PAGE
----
Armed conflicts and national trends in reproductive, maternal, newborn and child health in sub-Saharan Africa: what can national health surveys tell us?

Ties Boerma, Hannah Tappis, Ghada Saad-Haddad, Jai K. Das, Dessalegn Y. Melesse, Jocelyn DeJong, Paul Spiegel, Robert Black, Cesar Victora, Zulfiqar Ahmed Bhutta

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Armed conflicts are widespread in sub-Saharan Africa and considered to be an important factor in slowing down national progress in reproductive, maternal, newborn and child health (RMNCH). The measurement of the impact of conflicts on national levels and trends in RMNCH is difficult. National surveys conducted before and sometimes during and after conflicts are a major source of information on the national and local effects of conflicts on RMNCH. We examined data from national surveys in 13 countries in sub-Saharan Africa with major conflicts during 1990–2016 to assess the levels and trends in RMNCH intervention coverage, nutritional status and mortality in children under 5 years in comparison with subregional trends. The surveys provide substantive evidence of a negative association between levels and trends in national indicators of RMNCH service coverage, child growth and under-5 mortality with armed conflict, with some notable exceptions. National surveys are an important source of data to assess the longer term national consequences of conflicts for RMNCH in most countries, despite limitations due to sampling and timing of the surveys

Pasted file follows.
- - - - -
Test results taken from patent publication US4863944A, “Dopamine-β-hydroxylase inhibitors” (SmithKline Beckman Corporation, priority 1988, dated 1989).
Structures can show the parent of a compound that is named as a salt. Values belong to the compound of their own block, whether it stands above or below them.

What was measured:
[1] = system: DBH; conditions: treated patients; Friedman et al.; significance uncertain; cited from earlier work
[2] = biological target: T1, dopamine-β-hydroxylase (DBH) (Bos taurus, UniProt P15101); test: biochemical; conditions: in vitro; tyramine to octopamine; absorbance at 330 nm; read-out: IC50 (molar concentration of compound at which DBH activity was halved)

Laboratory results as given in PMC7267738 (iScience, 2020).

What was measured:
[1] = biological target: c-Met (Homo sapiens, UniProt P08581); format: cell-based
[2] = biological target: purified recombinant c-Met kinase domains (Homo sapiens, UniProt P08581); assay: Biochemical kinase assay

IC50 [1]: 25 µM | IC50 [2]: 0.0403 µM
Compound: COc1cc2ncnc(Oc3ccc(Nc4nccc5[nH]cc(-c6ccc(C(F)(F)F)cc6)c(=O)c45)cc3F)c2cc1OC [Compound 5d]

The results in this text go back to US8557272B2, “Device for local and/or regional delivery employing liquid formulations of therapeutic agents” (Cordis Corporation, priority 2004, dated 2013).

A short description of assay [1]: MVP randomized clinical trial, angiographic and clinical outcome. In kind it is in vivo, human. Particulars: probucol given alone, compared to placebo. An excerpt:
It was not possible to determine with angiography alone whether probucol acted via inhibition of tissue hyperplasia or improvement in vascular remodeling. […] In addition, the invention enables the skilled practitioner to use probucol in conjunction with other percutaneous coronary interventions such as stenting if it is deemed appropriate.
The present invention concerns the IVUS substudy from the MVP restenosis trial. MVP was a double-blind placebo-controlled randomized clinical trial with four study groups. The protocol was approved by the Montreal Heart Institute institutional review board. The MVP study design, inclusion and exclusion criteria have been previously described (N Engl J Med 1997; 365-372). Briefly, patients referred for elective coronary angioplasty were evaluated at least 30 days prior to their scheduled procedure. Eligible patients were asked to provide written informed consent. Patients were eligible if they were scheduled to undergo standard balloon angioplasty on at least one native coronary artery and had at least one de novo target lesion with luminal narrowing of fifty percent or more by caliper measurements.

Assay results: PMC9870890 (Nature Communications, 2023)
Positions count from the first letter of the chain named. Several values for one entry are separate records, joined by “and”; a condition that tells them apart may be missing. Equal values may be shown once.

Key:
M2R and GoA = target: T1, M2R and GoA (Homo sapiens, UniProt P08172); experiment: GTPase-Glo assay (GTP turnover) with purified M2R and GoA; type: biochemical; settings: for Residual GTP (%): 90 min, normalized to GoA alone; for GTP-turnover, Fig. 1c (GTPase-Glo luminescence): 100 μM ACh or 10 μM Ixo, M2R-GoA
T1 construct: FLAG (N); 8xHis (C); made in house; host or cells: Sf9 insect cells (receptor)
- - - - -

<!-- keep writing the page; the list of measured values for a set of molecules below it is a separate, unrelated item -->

Original languageUndefined/Unknown
JournalDepartment of Paediatrics and Child Health
Publication statusPublished - 24 Jun 2019

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